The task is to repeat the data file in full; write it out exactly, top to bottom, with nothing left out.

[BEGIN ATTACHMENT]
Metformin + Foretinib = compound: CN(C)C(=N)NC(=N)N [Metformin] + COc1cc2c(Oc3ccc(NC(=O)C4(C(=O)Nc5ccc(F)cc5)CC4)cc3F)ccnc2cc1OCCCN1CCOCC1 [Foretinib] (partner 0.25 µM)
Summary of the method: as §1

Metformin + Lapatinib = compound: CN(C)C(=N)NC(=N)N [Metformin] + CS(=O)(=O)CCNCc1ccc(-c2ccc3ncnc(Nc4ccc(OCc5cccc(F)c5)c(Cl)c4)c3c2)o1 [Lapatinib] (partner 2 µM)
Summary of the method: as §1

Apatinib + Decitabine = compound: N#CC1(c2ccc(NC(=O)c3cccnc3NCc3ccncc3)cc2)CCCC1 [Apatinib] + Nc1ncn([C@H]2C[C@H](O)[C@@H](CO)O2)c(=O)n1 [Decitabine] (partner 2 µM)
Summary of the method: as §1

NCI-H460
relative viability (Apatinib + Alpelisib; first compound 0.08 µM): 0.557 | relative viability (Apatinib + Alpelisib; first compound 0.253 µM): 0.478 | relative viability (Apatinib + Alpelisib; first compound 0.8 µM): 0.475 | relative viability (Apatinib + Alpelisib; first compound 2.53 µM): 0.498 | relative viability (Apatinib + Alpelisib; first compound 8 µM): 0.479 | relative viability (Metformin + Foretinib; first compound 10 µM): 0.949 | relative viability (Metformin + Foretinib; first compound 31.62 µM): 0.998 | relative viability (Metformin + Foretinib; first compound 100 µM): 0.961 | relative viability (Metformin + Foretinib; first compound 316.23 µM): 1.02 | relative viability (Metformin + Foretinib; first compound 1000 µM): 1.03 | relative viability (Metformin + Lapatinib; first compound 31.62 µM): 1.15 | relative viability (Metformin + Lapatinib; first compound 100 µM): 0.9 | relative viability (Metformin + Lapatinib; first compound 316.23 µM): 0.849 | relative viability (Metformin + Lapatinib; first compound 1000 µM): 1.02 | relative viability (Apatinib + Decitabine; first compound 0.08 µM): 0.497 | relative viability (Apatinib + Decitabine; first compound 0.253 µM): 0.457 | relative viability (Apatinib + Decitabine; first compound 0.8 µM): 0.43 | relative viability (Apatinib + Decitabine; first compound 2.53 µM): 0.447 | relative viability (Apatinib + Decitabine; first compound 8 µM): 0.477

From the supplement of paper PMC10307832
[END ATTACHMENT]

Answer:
Metformin + Foretinib = compound: CN(C)C(=N)NC(=N)N [Metformin] + COc1cc2c(Oc3ccc(NC(=O)C4(C(=O)Nc5ccc(F)cc5)CC4)cc3F)ccnc2cc1OCCCN1CCOCC1 [Foretinib] (partner 0.25 µM)
Summary of the method: as §1

Metformin + Lapatinib = compound: CN(C)C(=N)NC(=N)N [Metformin] + CS(=O)(=O)CCNCc1ccc(-c2ccc3ncnc(Nc4ccc(OCc5cccc(F)c5)c(Cl)c4)c3c2)o1 [Lapatinib] (partner 2 µM)
Summary of the method: as §1

Apatinib + Decitabine = compound: N#CC1(c2ccc(NC(=O)c3cccnc3NCc3ccncc3)cc2)CCCC1 [Apatinib] + Nc1ncn([C@H]2C[C@H](O)[C@@H](CO)O2)c(=O)n1 [Decitabine] (partner 2 µM)
Summary of the method: as §1

NCI-H460
relative viability (Apatinib + Alpelisib; first compound 0.08 µM): 0.557 | relative viability (Apatinib + Alpelisib; first compound 0.253 µM): 0.478 | relative viability (Apatinib + Alpelisib; first compound 0.8 µM): 0.475 | relative viability (Apatinib + Alpelisib; first compound 2.53 µM): 0.498 | relative viability (Apatinib + Alpelisib; first compound 8 µM): 0.479 | relative viability (Metformin + Foretinib; first compound 10 µM): 0.949 | relative viability (Metformin + Foretinib; first compound 31.62 µM): 0.998 | relative viability (Metformin + Foretinib; first compound 100 µM): 0.961 | relative viability (Metformin + Foretinib; first compound 316.23 µM): 1.02 | relative viability (Metformin + Foretinib; first compound 1000 µM): 1.03 | relative viability (Metformin + Lapatinib; first compound 31.62 µM): 1.15 | relative viability (Metformin + Lapatinib; first compound 100 µM): 0.9 | relative viability (Metformin + Lapatinib; first compound 316.23 µM): 0.849 | relative viability (Metformin + Lapatinib; first compound 1000 µM): 1.02 | relative viability (Apatinib + Decitabine; first compound 0.08 µM): 0.497 | relative viability (Apatinib + Decitabine; first compound 0.253 µM): 0.457 | relative viability (Apatinib + Decitabine; first compound 0.8 µM): 0.43 | relative viability (Apatinib + Decitabine; first compound 2.53 µM): 0.447 | relative viability (Apatinib + Decitabine; first compound 8 µM): 0.477

From the supplement of paper PMC10307832